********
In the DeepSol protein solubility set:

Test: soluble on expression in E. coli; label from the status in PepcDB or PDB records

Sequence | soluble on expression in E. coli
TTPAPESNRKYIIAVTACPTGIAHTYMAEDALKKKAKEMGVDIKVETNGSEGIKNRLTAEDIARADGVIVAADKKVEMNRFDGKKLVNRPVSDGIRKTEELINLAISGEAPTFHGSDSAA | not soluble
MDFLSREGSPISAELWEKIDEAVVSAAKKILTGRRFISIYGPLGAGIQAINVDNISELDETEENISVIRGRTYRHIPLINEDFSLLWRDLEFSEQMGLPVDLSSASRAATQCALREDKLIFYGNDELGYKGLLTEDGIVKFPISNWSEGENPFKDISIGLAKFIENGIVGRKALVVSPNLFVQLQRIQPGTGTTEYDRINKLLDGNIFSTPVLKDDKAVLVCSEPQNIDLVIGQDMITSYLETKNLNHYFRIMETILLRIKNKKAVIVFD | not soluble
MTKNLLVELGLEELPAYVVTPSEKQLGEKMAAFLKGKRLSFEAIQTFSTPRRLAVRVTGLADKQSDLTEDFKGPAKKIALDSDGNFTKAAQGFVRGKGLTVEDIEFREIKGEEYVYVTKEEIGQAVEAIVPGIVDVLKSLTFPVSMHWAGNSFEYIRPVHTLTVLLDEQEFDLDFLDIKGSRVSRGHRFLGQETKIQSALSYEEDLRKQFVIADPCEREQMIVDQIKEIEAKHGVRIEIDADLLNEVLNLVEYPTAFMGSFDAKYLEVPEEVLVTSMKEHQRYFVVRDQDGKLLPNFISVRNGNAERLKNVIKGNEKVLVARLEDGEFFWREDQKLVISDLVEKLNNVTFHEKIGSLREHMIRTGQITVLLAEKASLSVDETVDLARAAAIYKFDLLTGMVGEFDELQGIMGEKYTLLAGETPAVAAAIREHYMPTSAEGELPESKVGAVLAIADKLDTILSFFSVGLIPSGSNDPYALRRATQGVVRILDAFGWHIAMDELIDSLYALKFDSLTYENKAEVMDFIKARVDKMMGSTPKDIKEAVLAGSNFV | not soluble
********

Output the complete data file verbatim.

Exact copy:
In the DeepSol protein solubility set:

Test: soluble on expression in E. coli; label from the status in PepcDB or PDB records

Sequence | soluble on expression in E. coli
TTPAPESNRKYIIAVTACPTGIAHTYMAEDALKKKAKEMGVDIKVETNGSEGIKNRLTAEDIARADGVIVAADKKVEMNRFDGKKLVNRPVSDGIRKTEELINLAISGEAPTFHGSDSAA | not soluble
MDFLSREGSPISAELWEKIDEAVVSAAKKILTGRRFISIYGPLGAGIQAINVDNISELDETEENISVIRGRTYRHIPLINEDFSLLWRDLEFSEQMGLPVDLSSASRAATQCALREDKLIFYGNDELGYKGLLTEDGIVKFPISNWSEGENPFKDISIGLAKFIENGIVGRKALVVSPNLFVQLQRIQPGTGTTEYDRINKLLDGNIFSTPVLKDDKAVLVCSEPQNIDLVIGQDMITSYLETKNLNHYFRIMETILLRIKNKKAVIVFD | not soluble
MTKNLLVELGLEELPAYVVTPSEKQLGEKMAAFLKGKRLSFEAIQTFSTPRRLAVRVTGLADKQSDLTEDFKGPAKKIALDSDGNFTKAAQGFVRGKGLTVEDIEFREIKGEEYVYVTKEEIGQAVEAIVPGIVDVLKSLTFPVSMHWAGNSFEYIRPVHTLTVLLDEQEFDLDFLDIKGSRVSRGHRFLGQETKIQSALSYEEDLRKQFVIADPCEREQMIVDQIKEIEAKHGVRIEIDADLLNEVLNLVEYPTAFMGSFDAKYLEVPEEVLVTSMKEHQRYFVVRDQDGKLLPNFISVRNGNAERLKNVIKGNEKVLVARLEDGEFFWREDQKLVISDLVEKLNNVTFHEKIGSLREHMIRTGQITVLLAEKASLSVDETVDLARAAAIYKFDLLTGMVGEFDELQGIMGEKYTLLAGETPAVAAAIREHYMPTSAEGELPESKVGAVLAIADKLDTILSFFSVGLIPSGSNDPYALRRATQGVVRILDAFGWHIAMDELIDSLYALKFDSLTYENKAEVMDFIKARVDKMMGSTPKDIKEAVLAGSNFV | not soluble